Even as the anger and hatred generated by the rape and murder of an eight-year-old tribal Bakarwal child in Kathua near Jammu continues to seethe in the region and beyond, there are encouraging signs that a communal conflagration has been averted. Not just for now, but it is becoming increasingly evident that if nothing else works, compulsions of livelihood and economic necessity may just trump the religious hatemongers in Jammu and Kashmir (J&K).
For long, any opposition to bandhs and violence by traders and shopkeepers in Muslim dominated Kashmir was seen as diluting the ‘movement in Kashmir’ and such people were branded as traitors to the cause. Similarly, Hindu Jammu rose as one during the Amarnath agitation in 2008, triggered by the Kashmiri opposition to the transfer of land to the Amarnath Shrine Board, and forced an economic blockade to bring Kashmiri business to its knees. Business has always bowed before politics and the latter has never been short of willing members to fund and support its activities despite the economic cost. During the Amarnath agitation the Jammu Chamber of Commerce and Industry (JCCI) and the Kashmir Chamber of Commerce and Industry (KCCI) were deeply engaged in the politics of the agitation and unreservedly backed the stand of their respective regions. The economic losses suffered by both sides ran into hundreds of crores and it took the business community several years to recover. This is without accounting for the deeper loss of trust between the trading communities of both regions which are otherwise dependent on the other to flourish and grow.
Cut to April 10, the day before the infamous Jammu bandh of the Bar Association of Jammu, seeking the transfer of the rape investigation to the Central Bureau of Investigation (CBI). Taking a stand diametrically opposite to the Bar, the JCCI not only categorically opposed the bandh calling it ‘illogical and politically motivated” but advised the Bar Association to desist. Top Jammu industrialists even insinuated that the illogical posturing by the Bar Association president, who had adopted a stridently pro-Hindu stand, was aimed at furthering his political career and would cause further damage to already strained communal relations between the two regions. The overriding sentiment behind the JCCI’s surprise stand is not that hard to see: Whenever there is violence and unrest in the state, the business community suffers collateral damage and is left to nurse its wounds by itself. This is why the willingness to support movements with potential for inflammatory consequences is waning on both sides.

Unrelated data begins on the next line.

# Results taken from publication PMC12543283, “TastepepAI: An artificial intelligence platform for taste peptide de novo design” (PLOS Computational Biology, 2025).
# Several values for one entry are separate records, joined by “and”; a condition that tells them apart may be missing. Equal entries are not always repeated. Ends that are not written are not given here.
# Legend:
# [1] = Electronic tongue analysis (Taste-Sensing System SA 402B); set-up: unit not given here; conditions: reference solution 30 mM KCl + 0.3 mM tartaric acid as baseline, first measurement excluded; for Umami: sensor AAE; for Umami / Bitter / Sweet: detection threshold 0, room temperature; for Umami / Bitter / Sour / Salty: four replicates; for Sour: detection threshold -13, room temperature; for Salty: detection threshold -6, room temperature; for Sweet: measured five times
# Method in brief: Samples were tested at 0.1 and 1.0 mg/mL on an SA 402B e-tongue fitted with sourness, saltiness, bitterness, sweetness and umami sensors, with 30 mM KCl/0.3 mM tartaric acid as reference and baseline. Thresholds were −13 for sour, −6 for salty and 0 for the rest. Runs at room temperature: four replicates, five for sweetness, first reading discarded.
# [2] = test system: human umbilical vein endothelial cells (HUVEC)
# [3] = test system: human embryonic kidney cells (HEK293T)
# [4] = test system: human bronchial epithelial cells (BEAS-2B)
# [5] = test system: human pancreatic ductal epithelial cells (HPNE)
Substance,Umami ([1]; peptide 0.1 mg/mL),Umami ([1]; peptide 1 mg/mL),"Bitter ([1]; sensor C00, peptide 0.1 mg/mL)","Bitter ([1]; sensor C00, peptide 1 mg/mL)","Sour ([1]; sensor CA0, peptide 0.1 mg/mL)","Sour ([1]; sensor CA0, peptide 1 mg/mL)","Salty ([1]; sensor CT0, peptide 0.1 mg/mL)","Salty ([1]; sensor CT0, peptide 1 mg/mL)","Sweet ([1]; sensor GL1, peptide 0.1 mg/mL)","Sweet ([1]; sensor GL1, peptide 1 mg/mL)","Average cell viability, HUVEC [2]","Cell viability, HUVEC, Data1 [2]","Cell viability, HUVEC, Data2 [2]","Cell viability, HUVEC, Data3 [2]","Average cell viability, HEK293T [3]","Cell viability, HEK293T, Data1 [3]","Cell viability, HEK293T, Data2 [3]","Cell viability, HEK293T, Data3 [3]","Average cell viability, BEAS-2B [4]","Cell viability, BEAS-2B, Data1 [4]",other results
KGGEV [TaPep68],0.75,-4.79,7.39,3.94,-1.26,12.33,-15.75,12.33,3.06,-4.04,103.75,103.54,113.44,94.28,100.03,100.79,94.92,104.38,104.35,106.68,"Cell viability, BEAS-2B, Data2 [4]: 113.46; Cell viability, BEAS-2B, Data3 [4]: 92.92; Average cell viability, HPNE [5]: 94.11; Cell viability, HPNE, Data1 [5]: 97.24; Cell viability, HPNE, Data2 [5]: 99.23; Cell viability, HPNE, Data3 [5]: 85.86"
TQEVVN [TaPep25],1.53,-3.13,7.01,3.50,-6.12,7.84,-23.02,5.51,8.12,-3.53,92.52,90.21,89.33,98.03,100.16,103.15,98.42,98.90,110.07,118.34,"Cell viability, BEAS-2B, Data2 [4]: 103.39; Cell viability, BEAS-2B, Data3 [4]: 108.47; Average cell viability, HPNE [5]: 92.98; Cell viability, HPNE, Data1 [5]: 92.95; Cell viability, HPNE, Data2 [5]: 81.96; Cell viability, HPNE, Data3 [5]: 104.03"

Business lobbies on either sides of the Pir Panjal mountain range, which divide the Jammu and Kashmir regions, are reluctant to jump into causes which exacerbate regional and religious prejudices and help none but communal forces and politicians.
Here’s what the JCCI had to say about the rape: “The Rassana rape and murder of an eight year old child is a heinous crime and irrespective of caste, creed and religion, whosoever is found guilty should be given the highest punishment provided under the law. The fact is that the investigation by the Crime Branch was being monitored by the Honorable High Court and the charge sheet has been filed, so it is a sub judice matter. It is entirely upto the judiciary to see the authenticity of the chargesheet and decide on the same or hand over to the CBI for further investigation.”
The KCCI led by carpet exporter, Javed Ahmed Tenga was quick to welcome the stand taken by the JCCI, and businessmen in Kashmir were relieved to hear its sane voice. Tenga, in fact, confided to me a few days ago that both the Chambers have forged an alliance of sorts to ensure that an atmosphere of peace prevails in both the regions and communal forces do not disrupt trade and business activities. The seeds of this alliance were of course sown in the aftermath of the 2008 agitation, when traders and ordinary businessmen on both sides reported huge losses. Regional prejudices flared to such an extent that Jammu put an economic blockade on the Kashmir region and prevented trucks carrying apples, carpets, handicrafts and dry fruits for Jammu and elsewhere in the country from exiting Kashmir. This so incensed Kashmiris that they began a march to Muzaffarabad in Pakistan Occupied Kashmir (POK) to ‘sell their goods there’ and security forces had to open fire to stop them which led to the reported death of 15 civilians. Similarly, the huge trade of general items which go from Jammu region to Srinagar and other towns of Kashmir too came to a halt. Better sense has prevailed in the business communities of both regions since then.
Evidence of this collaboration, based on a mutual necessity, was also visible in October 2015 when clashes took place in Udhampur after some Kashmiri muslim truckers were attacked and killed by right-wing activists suspecting them of cow slaughter. Just as another religio-trade war was about to break out, the two chambers of commerce addressed a joint press conference in Srinagar where JCCI president Rakesh Gupta assured the Kashmiri transport industry of support and advised them not to play into the hands of communal forces.
Jammu is the lifeline for Kashmiri business, which has warehouses, trading partners and residences in the town from where it accesses markets in the rest of India and abroad. On the other hand, a host of small industries manufacturing textiles, electrical goods, rubber goods, processed food among others have sprung up in Jammu and surrounding towns. Around 90 per cent of these goods are consumed within the three regions of the state right upto Ladakh, and curfews and unrest anywhere in the state hit this segment the hardest.
It might be too optimistic to suggest that unity between the business communities of both regions could transcend political differences and religious bigotry to bring about lasting peace in the state. But a beginning is there for all to see.